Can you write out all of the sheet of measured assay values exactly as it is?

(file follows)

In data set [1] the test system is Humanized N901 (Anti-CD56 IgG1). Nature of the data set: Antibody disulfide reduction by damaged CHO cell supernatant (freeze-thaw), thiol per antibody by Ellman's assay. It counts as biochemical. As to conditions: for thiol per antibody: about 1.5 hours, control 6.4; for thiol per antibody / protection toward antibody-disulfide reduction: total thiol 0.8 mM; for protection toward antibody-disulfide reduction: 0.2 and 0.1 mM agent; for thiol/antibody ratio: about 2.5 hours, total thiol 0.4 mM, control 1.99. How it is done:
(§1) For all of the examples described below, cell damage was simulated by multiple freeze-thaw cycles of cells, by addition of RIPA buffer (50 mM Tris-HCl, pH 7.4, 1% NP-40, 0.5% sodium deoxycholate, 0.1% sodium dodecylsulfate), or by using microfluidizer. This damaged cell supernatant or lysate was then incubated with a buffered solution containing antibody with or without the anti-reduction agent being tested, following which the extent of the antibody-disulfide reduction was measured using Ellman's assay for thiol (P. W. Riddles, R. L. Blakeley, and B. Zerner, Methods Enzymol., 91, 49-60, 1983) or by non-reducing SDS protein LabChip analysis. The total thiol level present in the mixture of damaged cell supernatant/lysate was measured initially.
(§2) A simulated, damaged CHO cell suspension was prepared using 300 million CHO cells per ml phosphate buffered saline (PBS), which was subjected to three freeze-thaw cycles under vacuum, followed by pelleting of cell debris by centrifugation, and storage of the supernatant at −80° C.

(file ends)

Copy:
In data set [1] the test system is Humanized N901 (Anti-CD56 IgG1). Nature of the data set: Antibody disulfide reduction by damaged CHO cell supernatant (freeze-thaw), thiol per antibody by Ellman's assay. It counts as biochemical. As to conditions: for thiol per antibody: about 1.5 hours, control 6.4; for thiol per antibody / protection toward antibody-disulfide reduction: total thiol 0.8 mM; for protection toward antibody-disulfide reduction: 0.2 and 0.1 mM agent; for thiol/antibody ratio: about 2.5 hours, total thiol 0.4 mM, control 1.99. How it is done:
(§1) For all of the examples described below, cell damage was simulated by multiple freeze-thaw cycles of cells, by addition of RIPA buffer (50 mM Tris-HCl, pH 7.4, 1% NP-40, 0.5% sodium deoxycholate, 0.1% sodium dodecylsulfate), or by using microfluidizer. This damaged cell supernatant or lysate was then incubated with a buffered solution containing antibody with or without the anti-reduction agent being tested, following which the extent of the antibody-disulfide reduction was measured using Ellman's assay for thiol (P. W. Riddles, R. L. Blakeley, and B. Zerner, Methods Enzymol., 91, 49-60, 1983) or by non-reducing SDS protein LabChip analysis. The total thiol level present in the mixture of damaged cell supernatant/lysate was measured initially.
(§2) A simulated, damaged CHO cell suspension was prepared using 300 million CHO cells per ml phosphate buffered saline (PBS), which was subjected to three freeze-thaw cycles under vacuum, followed by pelleting of cell debris by centrifugation, and storage of the supernatant at −80° C.